All posts by Nehemiah

Nehemiah lives in Salt Lake City, Utah. He enjoys dog, nature, portraiture, urban, landscape, astro and concert photography.

Leica: M-Summilux 75mm vs R-Summilux 80mm

Overview

This is a short comparative review that is technical in nature with no sample images. There is a tremendous amount of overlap between the 75 and 80 Lux. Read my 75 Lux review here. The major differentiators I examine in this post.

I have never seen any rigorous testing of the 75 versus 80 Lux. I have owned them both at separate times, always feeling the 80 Lux was a little softer, less corrected and with more character. I’ve spoken with several shooters who have experienced both lenses and voiced a similar opinion–descriptions like more “vintage,” “magical” and “gentler” come up. After writing the 75 Lux review and trying to save some money, my curiosity got the better of me and I picked up an 80 Lux to potentially sell my 75 Lux.

After shooting the 75 Lux for nearly 2 years solid, I was surprised when viewing my first batch of 80 Lux files. The signature is quite similar, but the distinctions are definitely there, and without pixel peeping. More than I recalled or anticipated. It was noticeable enough that I’ve decided to make this post for those curious. I figured there was a strong chance the renderings were so similar I wouldn’t bother.

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Leica M Summilux 75mm f1.4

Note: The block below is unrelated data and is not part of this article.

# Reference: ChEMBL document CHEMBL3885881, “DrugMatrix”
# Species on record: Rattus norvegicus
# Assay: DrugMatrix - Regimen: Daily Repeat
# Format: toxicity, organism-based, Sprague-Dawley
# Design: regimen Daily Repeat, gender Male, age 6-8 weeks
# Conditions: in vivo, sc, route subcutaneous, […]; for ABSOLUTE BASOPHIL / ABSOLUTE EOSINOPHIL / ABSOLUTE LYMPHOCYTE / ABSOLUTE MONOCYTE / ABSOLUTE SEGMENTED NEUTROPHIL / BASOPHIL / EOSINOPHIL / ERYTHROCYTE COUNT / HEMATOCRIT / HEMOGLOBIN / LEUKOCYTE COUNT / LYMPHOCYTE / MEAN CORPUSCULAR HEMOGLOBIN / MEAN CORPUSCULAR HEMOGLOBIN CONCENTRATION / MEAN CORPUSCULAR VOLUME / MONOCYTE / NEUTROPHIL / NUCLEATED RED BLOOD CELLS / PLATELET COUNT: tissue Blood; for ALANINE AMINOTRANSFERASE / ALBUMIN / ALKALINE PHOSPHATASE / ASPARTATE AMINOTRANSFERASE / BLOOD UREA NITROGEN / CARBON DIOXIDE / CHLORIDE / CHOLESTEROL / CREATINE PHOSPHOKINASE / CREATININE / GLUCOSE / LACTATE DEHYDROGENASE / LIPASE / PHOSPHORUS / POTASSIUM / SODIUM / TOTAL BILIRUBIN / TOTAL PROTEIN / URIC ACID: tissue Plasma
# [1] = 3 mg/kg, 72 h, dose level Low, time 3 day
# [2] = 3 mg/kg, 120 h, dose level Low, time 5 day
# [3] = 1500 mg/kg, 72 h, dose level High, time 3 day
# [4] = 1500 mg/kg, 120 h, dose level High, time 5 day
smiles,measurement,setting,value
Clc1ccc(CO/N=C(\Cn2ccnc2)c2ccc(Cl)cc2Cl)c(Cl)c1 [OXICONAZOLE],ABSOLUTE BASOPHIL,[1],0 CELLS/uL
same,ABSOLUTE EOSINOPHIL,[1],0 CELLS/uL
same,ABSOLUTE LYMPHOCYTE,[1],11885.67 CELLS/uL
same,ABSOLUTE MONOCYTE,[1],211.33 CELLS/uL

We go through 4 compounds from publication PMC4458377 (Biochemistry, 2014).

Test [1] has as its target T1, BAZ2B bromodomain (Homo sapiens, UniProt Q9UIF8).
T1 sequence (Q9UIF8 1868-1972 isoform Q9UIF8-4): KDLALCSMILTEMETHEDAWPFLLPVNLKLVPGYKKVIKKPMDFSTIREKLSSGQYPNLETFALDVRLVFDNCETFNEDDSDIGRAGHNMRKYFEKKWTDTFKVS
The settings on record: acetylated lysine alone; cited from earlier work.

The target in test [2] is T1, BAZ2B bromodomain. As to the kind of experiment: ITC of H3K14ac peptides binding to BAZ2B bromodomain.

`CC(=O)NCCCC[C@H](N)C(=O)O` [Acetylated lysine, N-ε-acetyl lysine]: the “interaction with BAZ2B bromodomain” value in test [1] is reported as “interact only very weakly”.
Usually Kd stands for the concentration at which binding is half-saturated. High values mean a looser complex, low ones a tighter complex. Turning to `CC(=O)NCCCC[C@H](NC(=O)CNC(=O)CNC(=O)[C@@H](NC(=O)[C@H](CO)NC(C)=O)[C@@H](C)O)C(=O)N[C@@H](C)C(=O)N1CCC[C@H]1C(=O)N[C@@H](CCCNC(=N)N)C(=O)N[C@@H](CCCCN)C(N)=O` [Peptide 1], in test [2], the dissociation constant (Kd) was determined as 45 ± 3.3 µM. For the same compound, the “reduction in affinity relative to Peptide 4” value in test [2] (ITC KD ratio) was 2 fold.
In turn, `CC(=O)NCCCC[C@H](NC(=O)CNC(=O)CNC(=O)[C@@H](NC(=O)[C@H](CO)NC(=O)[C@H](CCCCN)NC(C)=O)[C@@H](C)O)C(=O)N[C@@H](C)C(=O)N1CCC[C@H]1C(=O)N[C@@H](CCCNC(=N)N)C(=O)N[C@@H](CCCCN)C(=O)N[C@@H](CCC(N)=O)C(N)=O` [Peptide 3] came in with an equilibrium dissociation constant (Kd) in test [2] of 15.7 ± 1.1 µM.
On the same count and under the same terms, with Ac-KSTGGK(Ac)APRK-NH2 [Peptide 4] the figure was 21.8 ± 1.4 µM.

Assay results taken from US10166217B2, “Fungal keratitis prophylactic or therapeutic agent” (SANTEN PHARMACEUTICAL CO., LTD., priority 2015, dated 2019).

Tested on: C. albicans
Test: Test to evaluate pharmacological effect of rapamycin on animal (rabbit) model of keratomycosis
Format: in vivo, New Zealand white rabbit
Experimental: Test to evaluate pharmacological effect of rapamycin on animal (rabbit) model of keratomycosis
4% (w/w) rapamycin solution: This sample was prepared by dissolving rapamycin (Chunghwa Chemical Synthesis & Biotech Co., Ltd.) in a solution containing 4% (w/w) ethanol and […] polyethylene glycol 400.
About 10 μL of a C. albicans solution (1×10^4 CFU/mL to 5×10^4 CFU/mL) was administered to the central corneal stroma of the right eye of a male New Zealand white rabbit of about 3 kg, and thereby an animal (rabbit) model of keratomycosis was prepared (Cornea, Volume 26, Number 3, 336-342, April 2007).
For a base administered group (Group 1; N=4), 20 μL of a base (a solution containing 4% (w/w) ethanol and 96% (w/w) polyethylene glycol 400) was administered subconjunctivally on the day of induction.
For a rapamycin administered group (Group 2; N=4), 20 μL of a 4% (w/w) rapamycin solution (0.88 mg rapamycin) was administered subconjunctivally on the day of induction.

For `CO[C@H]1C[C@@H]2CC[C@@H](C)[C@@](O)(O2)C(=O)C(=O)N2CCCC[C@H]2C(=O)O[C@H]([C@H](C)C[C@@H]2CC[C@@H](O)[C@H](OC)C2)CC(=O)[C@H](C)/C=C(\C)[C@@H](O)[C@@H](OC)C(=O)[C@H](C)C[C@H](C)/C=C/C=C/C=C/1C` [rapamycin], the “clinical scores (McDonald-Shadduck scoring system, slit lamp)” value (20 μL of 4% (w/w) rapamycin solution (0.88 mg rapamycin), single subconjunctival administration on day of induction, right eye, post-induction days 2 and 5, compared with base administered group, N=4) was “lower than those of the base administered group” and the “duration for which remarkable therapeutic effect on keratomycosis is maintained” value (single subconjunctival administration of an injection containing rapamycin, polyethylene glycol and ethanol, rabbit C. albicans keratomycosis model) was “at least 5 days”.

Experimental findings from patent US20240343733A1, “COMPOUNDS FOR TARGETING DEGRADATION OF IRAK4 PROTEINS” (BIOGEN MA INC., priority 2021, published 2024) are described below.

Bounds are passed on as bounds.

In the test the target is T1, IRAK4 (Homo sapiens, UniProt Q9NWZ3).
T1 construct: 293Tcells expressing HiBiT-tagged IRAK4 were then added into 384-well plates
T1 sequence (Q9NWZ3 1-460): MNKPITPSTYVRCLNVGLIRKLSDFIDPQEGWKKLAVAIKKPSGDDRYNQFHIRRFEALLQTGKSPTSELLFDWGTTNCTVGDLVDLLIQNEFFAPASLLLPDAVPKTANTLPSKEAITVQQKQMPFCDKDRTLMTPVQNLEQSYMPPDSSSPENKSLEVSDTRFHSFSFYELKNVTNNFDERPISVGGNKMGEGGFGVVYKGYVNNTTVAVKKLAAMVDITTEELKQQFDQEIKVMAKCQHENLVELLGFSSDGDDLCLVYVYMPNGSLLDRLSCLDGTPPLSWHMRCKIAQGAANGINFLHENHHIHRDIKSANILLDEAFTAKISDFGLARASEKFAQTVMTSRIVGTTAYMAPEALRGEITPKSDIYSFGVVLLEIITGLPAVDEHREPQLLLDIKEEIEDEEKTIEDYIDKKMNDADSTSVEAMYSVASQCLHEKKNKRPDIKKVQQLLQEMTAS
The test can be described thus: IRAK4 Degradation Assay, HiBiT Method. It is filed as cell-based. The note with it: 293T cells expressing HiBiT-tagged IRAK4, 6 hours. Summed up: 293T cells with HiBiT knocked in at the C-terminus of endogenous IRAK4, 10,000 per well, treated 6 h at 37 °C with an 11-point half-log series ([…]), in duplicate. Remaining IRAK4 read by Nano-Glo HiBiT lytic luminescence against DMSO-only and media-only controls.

Leica M Summilux 75mm f1.4 – Version 2 (Canadian)

The Leica 75 Summilux (75 Lux) is legendary. It’s a compact, fast, short telephoto rangefinder lens designed for portrait and shallow depth-of-field photography. Prices and praise for the 75 Lux haven’t lessened over the years, and it’s said to be one of Walter Mandler’s favorites works. You’ll be hard pressed to find a clean copy for under 3.5k. Let’s dig deeper.

Click here to see all 75 Lux review photos and others at larger resolution on my flickr album.

Note 1: Throughout the review, FE or Sony 85 means the 85 f1.8, GM 85 refers to the GM 85 f1.4, and the Samyang is the manual focus version unless specified.

Note 2:  For a more extensive look at the finer distinctions between the 75 and 80 Summilux, read this.

Specifications

Focal Length: 75mm
F-stop: 1.4-16
Weight: 600g
Aperture Blades: 10 (unrounded)
Hood: Permanent (retractable)
Mount: Leica M
Internal focus: No
Filter Size: 60mm
MFD: 0.8 (will focus closer)
Environmental Sealing: None
Years Produced: 1980-2007
75 Lux @ f1.4
75 Lux @ f2
75 Lux @ f1.4

 

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Guest Review: Pentax SMC FA 31mm f1.8 Limited

The Pentax 31mm f1.8 Limited is a fast moderate wide angle lens released in 2001. It’s designated as one of Pentax’s “Limited” series, denoting its high status within the Pentax catalogue. Since its release, the 31 Ltd has been beloved, especially within the Pentax community. I picked up my first copy in pursuit of a fast, decently priced alternative to the Sony RX1. Sony hasn’t provided shooters with a native fast 35mm f1.8 or f2 option. The 31 Ltd was a highly praised lens upon release, but optics have come along way recently, and it’s getting long in the tooth. Let’s see how it holds up 17 years after it’s release, and what type of images we can expect.

The 31mm focal length is an oddity, being near but noticeably different from the more conventional 28mm or 35mm focal lengths. The 31 ltd functions as versatile jack-of-trades lens with its 31 FL. The lens is still in production by Pentax/Ricoh, coming in either silver or black.

To view larger versions of the photos in this review, follow this link to my Pentax 31 ltd album on flickr

 

 

 
 
 

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